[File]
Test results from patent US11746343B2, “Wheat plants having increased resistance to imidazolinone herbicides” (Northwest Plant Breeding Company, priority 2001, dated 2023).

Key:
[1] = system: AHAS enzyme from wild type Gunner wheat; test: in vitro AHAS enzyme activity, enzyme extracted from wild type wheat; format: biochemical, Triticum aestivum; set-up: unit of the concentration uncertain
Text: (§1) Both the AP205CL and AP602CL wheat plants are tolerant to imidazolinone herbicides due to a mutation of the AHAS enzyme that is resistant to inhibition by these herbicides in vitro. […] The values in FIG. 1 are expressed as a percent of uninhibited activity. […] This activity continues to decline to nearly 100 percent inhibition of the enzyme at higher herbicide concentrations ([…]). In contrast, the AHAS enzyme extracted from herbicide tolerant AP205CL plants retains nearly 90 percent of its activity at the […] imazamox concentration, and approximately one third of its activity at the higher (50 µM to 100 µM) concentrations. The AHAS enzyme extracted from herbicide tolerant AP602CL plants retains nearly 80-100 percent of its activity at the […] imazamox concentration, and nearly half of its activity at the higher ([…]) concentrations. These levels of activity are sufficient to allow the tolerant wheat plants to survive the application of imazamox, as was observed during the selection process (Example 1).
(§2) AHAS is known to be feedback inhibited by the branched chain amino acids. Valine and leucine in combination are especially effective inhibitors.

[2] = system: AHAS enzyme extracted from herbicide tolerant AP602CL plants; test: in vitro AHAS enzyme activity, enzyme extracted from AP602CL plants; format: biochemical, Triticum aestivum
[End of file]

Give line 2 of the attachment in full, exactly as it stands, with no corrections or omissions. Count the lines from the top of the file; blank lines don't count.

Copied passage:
Key: